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Letter 2952

Darwin, C. R. to Oliver, Daniel

[17 Oct 1860]

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    The best way to see cell movement in Drosera hair, is to cut off those lately inflected over a fly, sketch shape of red matter under high power, and repeat after one or two minutes.


15. M. P. | Eastbourne


My dear Sir

Just received your letter. which I have hardly read— I write before morning post, to say, that I did not suppose you would care to look at the movement in Drosera; (I am very glad), else I would have told best way, viz to take Hairs lately inflected over a fly, cut off, & put either dry or in water between glass, under high power (14 object) make a sketch of shape of red matter, & look again in 1 or 2 minutes.— There is, also, sometimes a strong circulation in the cells.—   I refer to cells of footstalk of round-headed marginal Hairs—

Yours [illeg] | C. Darwin

    Footnotes Add

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    f1 2952.f1
    Dated by the relationship to the letters to Daniel Oliver, 14 October [1860], 17 October [1860], and 20 October [1860], in which CD suggested experiments on Dionaea that Oliver might perform. The letter from Daniel Oliver, [before 23 October 1860], and the letter to Daniel Oliver, 23 [October] 1860, indicate that Oliver had not yet mentioned to CD that he intended to undertake such experiments. By the time that CD wrote the letter to Daniel Oliver, 3 November [1860], CD knew that Oliver also intended to look for the `moving red matter' in the cells of Drosera rotundifolia (see n. 3, below).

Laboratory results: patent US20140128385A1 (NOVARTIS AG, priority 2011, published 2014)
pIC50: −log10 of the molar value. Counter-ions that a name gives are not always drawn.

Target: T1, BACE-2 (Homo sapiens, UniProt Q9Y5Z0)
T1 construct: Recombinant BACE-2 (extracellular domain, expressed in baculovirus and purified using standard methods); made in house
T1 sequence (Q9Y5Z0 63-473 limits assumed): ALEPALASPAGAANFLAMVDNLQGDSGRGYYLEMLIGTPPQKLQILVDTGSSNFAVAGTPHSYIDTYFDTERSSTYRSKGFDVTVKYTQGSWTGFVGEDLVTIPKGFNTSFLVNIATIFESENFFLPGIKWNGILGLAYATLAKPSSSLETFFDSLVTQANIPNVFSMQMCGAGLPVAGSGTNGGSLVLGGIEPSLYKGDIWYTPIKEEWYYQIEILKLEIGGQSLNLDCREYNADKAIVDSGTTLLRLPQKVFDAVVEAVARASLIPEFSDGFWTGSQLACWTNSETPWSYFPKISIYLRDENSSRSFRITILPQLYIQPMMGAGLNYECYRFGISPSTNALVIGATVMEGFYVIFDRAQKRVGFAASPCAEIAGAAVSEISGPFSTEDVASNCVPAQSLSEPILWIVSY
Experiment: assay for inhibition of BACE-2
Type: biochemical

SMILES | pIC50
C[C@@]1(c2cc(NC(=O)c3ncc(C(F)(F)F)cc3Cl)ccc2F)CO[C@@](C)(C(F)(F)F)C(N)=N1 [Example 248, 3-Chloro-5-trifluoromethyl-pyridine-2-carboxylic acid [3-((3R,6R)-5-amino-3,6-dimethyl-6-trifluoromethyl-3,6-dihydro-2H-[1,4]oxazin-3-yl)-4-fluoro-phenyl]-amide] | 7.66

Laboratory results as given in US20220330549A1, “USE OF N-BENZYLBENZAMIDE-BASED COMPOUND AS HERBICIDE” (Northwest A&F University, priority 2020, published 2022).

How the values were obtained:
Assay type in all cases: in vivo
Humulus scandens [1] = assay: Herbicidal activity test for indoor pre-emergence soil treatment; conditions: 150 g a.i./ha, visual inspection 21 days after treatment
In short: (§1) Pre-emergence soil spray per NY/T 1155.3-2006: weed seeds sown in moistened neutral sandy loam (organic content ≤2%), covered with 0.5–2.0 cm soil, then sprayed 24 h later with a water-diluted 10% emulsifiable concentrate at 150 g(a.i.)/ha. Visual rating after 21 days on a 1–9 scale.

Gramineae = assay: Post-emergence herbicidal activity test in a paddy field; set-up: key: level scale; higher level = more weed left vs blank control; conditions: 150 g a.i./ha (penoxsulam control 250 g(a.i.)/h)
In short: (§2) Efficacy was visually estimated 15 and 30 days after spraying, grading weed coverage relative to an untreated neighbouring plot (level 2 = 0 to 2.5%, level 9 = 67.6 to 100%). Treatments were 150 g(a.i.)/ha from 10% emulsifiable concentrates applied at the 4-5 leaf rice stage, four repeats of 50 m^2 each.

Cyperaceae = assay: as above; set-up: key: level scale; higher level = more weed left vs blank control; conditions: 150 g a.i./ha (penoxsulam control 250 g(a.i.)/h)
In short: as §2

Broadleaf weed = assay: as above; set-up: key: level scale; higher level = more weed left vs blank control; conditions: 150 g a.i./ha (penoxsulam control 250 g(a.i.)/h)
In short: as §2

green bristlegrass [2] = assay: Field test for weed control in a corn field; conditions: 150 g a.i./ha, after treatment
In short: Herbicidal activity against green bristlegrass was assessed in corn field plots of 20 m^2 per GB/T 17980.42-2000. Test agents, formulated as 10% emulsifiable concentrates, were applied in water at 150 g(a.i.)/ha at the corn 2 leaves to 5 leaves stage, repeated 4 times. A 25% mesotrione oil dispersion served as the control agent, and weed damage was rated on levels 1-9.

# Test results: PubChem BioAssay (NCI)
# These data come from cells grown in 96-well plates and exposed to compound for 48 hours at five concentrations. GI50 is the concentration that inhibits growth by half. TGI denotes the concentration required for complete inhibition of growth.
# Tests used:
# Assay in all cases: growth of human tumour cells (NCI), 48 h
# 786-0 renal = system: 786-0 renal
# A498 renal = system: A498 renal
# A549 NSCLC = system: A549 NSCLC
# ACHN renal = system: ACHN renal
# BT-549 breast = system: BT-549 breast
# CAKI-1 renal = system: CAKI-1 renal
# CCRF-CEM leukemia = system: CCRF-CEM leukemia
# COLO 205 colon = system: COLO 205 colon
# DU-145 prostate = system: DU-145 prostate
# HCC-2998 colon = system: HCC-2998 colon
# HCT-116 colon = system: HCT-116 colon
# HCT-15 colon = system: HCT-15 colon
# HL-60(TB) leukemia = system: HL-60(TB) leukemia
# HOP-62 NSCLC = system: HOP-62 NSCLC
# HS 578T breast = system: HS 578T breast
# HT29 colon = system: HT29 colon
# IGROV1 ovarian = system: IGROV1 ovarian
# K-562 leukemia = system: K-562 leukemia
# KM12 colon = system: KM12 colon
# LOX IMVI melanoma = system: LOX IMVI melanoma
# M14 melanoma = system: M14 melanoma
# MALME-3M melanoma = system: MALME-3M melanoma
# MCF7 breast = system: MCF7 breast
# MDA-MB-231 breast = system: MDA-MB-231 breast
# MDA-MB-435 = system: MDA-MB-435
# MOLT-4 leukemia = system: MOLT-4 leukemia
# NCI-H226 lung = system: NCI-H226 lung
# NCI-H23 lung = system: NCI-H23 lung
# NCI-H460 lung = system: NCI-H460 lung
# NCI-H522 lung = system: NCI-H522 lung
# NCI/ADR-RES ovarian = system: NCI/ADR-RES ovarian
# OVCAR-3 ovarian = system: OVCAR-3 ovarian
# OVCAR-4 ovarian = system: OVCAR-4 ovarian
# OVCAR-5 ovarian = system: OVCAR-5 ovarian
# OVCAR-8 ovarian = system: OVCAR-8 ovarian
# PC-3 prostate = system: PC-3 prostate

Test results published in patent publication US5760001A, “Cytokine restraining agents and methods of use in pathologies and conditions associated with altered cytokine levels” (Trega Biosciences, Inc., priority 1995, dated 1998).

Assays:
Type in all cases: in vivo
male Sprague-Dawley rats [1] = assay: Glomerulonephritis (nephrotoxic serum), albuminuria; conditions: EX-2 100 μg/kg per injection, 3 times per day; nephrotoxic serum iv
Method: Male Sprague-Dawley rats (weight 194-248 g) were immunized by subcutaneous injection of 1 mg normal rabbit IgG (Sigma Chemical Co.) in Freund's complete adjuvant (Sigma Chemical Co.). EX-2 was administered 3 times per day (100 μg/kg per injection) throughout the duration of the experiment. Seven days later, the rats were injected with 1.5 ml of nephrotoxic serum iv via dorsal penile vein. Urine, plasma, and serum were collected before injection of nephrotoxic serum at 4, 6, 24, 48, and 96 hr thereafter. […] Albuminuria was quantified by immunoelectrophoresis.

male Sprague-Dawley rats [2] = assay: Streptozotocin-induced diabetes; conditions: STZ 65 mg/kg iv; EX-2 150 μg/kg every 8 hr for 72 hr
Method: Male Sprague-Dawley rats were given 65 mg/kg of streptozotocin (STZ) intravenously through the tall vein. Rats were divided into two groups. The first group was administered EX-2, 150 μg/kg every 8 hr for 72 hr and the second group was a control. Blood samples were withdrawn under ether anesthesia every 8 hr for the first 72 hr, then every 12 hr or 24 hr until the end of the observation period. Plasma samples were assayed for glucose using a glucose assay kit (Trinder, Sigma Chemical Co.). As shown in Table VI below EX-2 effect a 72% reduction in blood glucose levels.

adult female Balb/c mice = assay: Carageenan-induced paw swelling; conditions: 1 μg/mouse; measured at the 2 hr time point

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    f2 2952.f2
    Oliver's letter has not been found.
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    f3 2952.f3
    CD had asked Oliver to examine actively functioning cells of Dionaea muscipula in order to substantiate his descriptions of a process that appeared to be connected with the plant's metabolism. CD told Oliver about a similar process that he had first observed in leaves of Drosera rotundifolia. See letters to Daniel Oliver, 14 October [1860], 17 October [1860], and 20 October [1860].
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